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God is creating a new beginning for His people to commemorate His deliverance.  This new beginning is the first month of the first year of a brand new calendar.  To remember this occasion, the head of each household will select a year-old, unblemished and perfect lamb to sacrifice on the tenth day of the month and slaughter it on the fourteenth day. The purpose of the lamb was to serve as a substitute. Instead of their first-born son passing away, the lamb would die in his place.

This was not the first time a lamb was sacrificed as a substitute for God’s people.  In the Garden of Eden, Adam and Eve were literally covered by the sacrifice of an animal. It stood in their place and covered their nakedness. And on Mount Moriah, God provided a lamb as a substitute just as Abraham was about to offer his son Isaac as a sacrifice.

However, God made it clear that not just any male lamb would do. He provided specific qualifications for this substitute: the lamb was to be one year old.  It was to be free from blemish or defect. These details are important.  The age of the lamb mattered because, at one year, a lamb is at the peak of its life in strength and energy.  And the perfection of the lamb mattered because it was a representation of the quality of its life.  We will see later in Deuteronomy 17:1 that a blemished animal was an abomination to God. In order to offer a perfect substitute, the Israelites were expected to find a perfect sacrifice.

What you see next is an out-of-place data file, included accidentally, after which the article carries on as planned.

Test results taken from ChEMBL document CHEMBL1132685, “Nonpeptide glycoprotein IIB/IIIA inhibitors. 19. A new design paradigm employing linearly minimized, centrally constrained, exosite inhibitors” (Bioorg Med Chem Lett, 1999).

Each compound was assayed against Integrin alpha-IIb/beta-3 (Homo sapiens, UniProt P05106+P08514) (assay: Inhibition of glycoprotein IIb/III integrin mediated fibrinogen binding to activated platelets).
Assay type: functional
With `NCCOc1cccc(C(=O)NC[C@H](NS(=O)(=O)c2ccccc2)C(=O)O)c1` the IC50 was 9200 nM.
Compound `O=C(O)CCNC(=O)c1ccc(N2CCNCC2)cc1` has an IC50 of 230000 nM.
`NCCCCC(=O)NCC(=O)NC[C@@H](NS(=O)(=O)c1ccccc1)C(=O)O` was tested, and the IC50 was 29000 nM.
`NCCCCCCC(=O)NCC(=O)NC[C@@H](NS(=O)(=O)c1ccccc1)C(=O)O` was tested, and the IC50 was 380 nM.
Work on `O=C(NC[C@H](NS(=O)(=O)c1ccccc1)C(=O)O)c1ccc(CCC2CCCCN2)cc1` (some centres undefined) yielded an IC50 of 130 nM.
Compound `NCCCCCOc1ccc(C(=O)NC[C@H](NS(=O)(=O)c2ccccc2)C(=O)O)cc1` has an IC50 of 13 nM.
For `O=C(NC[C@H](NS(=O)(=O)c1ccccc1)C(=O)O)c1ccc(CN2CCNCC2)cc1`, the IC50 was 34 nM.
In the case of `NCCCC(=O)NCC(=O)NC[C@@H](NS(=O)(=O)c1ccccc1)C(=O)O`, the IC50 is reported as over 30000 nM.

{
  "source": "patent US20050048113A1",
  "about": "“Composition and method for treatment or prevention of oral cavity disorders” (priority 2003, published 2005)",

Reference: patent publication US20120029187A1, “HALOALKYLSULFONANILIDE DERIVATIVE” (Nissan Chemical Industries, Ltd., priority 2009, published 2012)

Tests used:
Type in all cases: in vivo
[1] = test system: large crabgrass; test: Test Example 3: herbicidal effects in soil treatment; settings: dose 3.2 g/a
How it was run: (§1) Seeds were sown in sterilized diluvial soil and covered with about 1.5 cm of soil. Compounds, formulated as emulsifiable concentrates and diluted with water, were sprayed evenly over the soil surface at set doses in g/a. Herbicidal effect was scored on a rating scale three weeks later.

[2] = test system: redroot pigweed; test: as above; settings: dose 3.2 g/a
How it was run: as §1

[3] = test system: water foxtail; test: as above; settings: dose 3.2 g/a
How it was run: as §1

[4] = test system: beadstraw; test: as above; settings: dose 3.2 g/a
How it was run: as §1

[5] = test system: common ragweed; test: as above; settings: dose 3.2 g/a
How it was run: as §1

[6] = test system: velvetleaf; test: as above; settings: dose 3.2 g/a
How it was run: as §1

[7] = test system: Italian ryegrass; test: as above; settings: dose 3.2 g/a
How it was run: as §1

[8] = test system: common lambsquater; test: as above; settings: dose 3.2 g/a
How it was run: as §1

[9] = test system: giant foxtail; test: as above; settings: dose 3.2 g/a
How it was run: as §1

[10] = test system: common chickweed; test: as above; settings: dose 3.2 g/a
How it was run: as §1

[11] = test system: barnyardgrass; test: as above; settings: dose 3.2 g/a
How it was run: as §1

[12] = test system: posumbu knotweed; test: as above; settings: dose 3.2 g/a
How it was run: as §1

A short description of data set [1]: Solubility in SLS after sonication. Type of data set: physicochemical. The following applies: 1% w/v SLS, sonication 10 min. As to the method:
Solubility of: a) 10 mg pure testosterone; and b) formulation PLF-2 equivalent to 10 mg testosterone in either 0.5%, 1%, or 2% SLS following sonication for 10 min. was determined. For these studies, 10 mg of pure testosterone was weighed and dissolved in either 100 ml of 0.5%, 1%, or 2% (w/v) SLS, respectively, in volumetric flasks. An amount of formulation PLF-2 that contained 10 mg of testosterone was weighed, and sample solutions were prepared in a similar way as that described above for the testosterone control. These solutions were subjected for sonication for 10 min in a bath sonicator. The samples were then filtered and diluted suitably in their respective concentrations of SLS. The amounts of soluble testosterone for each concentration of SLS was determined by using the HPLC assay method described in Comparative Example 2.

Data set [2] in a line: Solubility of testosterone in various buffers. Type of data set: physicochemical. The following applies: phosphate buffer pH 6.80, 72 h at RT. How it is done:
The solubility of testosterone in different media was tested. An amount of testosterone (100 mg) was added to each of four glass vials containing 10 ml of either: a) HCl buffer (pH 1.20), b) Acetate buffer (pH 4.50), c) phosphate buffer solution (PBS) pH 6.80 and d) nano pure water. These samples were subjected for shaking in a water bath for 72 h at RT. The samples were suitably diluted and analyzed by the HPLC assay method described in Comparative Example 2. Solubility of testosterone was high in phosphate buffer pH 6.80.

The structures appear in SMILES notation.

Impending judgment hung over the head of all those residing in Egypt that evening. Death was on the doorstep of every house in Egypt. As the sun rolled beneath the horizon, all were in danger.  But God had provided His people a way to spare themselves and their households from the fate that all deserved. The Israelites had the opportunity to take God at His word and exercise their faith in Him.  They could find a substitute that would stand in the impending death in place of their firstborn sons.  Behind the cover of a young, perfect lamb, they would be shielded from the wrath of God and instead receive the mercy of God.

Just like you and me today.  When we are behind the cover of the lamb, we are shielded from the wrath of God and instead receive mercy.  How did Jesus meet this criteria?  I’m glad you asked.  1 Peter 1:18-19 says –

knowing that you were not redeemed with perishable things like silver or gold from your futile way of life inherited from your forefathers, but with precious blood, as of a lamb unblemished and spotless, the blood of Christ.

And John the Baptist proclaimed in John 1:29b the beginning of Jesus’ ministry with these words –

“Behold, the Lamb of God, who takes away the sin of the world!”

Let’s not overlook the significance of the blood covering.  Leviticus 17:11 says,